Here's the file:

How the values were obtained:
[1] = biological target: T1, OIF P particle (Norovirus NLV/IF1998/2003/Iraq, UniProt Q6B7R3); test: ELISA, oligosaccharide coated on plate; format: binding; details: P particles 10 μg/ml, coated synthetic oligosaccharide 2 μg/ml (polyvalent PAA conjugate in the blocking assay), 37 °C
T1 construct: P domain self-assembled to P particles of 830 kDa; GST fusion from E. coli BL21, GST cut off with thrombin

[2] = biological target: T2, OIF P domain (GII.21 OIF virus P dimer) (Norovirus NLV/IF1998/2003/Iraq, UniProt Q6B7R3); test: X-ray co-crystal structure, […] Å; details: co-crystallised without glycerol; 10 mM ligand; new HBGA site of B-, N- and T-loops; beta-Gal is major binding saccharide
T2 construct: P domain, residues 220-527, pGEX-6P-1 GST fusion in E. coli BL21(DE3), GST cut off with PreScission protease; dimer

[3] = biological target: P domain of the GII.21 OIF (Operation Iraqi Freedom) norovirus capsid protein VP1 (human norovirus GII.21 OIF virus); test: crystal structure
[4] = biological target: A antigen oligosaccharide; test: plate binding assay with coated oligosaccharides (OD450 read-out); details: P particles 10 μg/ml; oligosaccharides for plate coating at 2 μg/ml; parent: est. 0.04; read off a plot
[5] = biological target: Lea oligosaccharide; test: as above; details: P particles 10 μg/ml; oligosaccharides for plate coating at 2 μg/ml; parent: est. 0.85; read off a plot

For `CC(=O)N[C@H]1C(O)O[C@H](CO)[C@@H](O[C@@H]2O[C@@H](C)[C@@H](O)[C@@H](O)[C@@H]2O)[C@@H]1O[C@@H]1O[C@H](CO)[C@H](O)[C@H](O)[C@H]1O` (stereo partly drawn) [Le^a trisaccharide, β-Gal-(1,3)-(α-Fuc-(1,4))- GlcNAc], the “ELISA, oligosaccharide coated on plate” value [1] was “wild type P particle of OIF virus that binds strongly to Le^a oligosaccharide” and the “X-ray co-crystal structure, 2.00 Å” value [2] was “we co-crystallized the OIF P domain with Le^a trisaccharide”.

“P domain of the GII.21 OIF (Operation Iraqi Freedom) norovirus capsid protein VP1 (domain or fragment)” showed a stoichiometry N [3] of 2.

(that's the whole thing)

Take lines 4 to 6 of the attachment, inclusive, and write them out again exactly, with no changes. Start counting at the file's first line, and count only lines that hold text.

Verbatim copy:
[2] = biological target: T2, OIF P domain (GII.21 OIF virus P dimer) (Norovirus NLV/IF1998/2003/Iraq, UniProt Q6B7R3); test: X-ray co-crystal structure, […] Å; details: co-crystallised without glycerol; 10 mM ligand; new HBGA site of B-, N- and T-loops; beta-Gal is major binding saccharide
T2 construct: P domain, residues 220-527, pGEX-6P-1 GST fusion in E. coli BL21(DE3), GST cut off with PreScission protease; dimer

[3] = biological target: P domain of the GII.21 OIF (Operation Iraqi Freedom) norovirus capsid protein VP1 (human norovirus GII.21 OIF virus); test: crystal structure